VANCOUVER, British Columbia-You can lead a technician to training, but you can't necessarily make him learn. Except in British Columbia, where they'll have to learn if they want to earn.
New regulations unveiled last April by the Canadian Province of British Columbia's Ministry of Skills, Training and Labour are due to take effect July 1, 1996. They will make it compulsory that automotive service technicians, among others, go to school in order to become certified.
That will mean some 60 hours-or nine hours weekly-of schooling at a community college or local trade school in order to pass a Trades Qualification (TQ) exam.
Though no formal training for tire repair technicians has been mandated, it is being discussed and also could be implemented by next July 1, said Barry Jackson, senior program coordinator for the ministry's apprenticeship branch.
After researching programs in Europe, Australia and the U.S.-including an automotive service shop certification law in Florida-Mr. Jackson authored a document known as the ``Blueprint for Change.'' It outlines all-encompassing plans for certification of most facets of the automotive repair industry in British Columbia.
Auto collision shops in the province must be certified by 1998, with general auto service shops to follow a year later. Certification will hinge, in part, on adherence to environmental regulations.
Many details of the new program are still being worked out between government and industry. Consequently, Olive Storey, executive director of the Western Canadian Tire Dealers and Retreaders Association (WCTDRA), has reserved judgment on its merits.
However, she views the rules as both beneficial and possibly detrimental to the estimated 400 to 500 tire dealerships in the province-about half of which are WCTDRA members.
All the training a technician can get is ``definitely an asset,'' she said. ``But the downside is the absence of employees from a shop and the dealership needing backup help while they're in school.
``And because it's government regulated, it's one more government regulation that has to be adhered to.''
Ken Bauder, who also is a program coordinator with the min-istry, said the new program ``was driven by consumer need to have verification, for their own safety, that the equipment worked on was actually done by someone who had a baseline of education and understanding in that trade.
``There have been some accidents up here that have hastened that process.''
The ministry has gained a consensus on the issue, he said, from a survey of industry representatives ``and the artisans who actually do the job. . . They considered it important to bring the measures into place for the protection of consumers.''
Mr. Jackson said the ministry sent out 22,000 consumer surveys and 5,000 industry questionnaires, and 97.7 percent of the returns favored certification.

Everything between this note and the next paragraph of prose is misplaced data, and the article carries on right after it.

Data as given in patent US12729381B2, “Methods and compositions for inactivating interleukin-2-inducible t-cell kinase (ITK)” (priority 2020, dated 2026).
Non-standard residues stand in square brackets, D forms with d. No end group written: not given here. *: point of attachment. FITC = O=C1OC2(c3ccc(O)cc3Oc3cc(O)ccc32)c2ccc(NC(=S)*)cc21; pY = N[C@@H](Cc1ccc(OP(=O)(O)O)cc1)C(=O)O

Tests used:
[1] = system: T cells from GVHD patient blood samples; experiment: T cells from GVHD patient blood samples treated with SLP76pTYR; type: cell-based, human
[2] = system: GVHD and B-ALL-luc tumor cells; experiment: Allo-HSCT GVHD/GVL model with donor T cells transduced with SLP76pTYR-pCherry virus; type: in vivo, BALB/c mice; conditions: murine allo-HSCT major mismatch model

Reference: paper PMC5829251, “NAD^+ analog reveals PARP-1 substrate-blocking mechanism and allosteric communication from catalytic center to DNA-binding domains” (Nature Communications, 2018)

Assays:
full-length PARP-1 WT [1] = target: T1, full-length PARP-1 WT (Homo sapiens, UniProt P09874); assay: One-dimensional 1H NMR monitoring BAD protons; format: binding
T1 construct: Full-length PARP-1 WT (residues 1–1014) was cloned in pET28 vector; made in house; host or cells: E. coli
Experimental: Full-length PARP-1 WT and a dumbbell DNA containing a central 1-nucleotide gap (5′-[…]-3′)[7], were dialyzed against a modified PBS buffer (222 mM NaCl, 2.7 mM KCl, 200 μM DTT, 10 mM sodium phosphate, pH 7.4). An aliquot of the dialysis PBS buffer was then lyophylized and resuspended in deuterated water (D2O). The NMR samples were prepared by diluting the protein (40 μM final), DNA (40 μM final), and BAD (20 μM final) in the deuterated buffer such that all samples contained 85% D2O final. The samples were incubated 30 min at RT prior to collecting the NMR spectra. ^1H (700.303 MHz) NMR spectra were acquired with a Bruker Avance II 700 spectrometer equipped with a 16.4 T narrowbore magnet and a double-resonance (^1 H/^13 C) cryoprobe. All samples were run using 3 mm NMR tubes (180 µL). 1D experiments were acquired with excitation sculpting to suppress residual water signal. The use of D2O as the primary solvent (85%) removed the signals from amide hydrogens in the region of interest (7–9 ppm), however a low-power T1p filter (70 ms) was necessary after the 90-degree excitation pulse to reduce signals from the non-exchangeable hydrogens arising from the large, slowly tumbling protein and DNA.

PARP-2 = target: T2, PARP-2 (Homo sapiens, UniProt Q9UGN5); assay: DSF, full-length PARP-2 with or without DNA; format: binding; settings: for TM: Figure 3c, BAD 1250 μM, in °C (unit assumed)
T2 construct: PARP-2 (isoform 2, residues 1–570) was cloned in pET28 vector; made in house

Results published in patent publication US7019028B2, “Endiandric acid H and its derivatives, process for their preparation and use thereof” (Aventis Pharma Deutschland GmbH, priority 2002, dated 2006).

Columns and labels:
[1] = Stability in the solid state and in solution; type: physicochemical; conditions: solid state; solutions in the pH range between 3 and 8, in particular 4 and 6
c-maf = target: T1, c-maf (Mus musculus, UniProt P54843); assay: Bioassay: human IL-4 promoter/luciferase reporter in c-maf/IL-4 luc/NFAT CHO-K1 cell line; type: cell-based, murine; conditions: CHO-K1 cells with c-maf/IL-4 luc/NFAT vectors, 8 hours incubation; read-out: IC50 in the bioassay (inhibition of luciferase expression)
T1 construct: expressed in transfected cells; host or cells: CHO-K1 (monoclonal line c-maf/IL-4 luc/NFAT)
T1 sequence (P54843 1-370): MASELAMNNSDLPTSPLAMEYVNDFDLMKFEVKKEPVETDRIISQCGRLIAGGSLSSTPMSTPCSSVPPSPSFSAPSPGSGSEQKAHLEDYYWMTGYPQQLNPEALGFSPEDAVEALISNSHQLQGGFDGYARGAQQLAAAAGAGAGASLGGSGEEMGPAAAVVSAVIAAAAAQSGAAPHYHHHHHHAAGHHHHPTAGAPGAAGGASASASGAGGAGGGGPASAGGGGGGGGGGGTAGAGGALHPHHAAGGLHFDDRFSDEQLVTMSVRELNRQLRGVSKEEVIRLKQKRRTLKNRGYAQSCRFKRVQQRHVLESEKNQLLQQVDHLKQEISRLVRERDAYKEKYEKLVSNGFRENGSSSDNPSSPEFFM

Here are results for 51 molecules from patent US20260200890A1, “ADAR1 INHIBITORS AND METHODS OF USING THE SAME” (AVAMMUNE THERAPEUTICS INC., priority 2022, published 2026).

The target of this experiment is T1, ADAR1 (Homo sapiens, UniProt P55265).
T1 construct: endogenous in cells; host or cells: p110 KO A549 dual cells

Of the province's approximately 25,000 auto mechanics, about 15,000 currently are certified by the ministry, he said.
British Columbia has 17 provincial or community colleges, each offering vocational education classes. Technician certification classes will be available evenings or on weekends several days a week ``at the convenience and accommodation of the industry,'' Mr. Jackson insisted, so that the program will not be disruptive to businesses.Technicians needing upgrade schooling will pay for it themselves, though in some cases the government will offset the cost of course work, he added. The Automotive Retailers Association already has been provided with some funding to help implement upgrading courses.
According to the ministry:
1. Workers with the following number of years of documented work experience in the trade, at the date of implementation of certification, will be eligible to take the TQ exam, or be eligible for an exemption certificate which will permit current employees to continue working without a TQ-
Automotive service and collision repair technicians (nine years); and
Automotive painting and refinishing technician (seven years).
2. Workers with the following number of years of documented work experience in the trade, at the date of certification implementation, will be eligible to take the TQ exam. Appropriate upgrading courses will be provided to help persons taking the exam. (Two exam attempts are permitted; after the first failure, there is a six-month waiting period before retesting)-
Auto service and collision repair technicians (six years); and
Automotive painting and refinishing technician (three years).
3. Workers with less than the number of required years of work experience must register as apprentices. Credit for any prior years of service, training and work experience will be considered upon written application to the minis-try's Director of Apprenticeship.
4. The date of implementation provides sufficient time to issue the necessary permits and develop upgrading courses and exams.
Workers qualifying to obtain apprenticeships can apply to the director, who has the authority to exempt, on an individual basis, an applicant whose employment is primarily affected by the introduction of compulsory certification.
Technicians working in shops that perform full-scope automotive service work are required to do four years of on-the-job apprenticeship training with six weeks of classroom work each year, culminating in the TQ exam.
For shops offering front end, brakes and alignments-considered a sub-trade-the apprenticeship period is only two years, with no exam required.
Ms. Storey said the WCTDRA has adopted a wait-and-see attitude concerning the new program until all its ramifications are understood.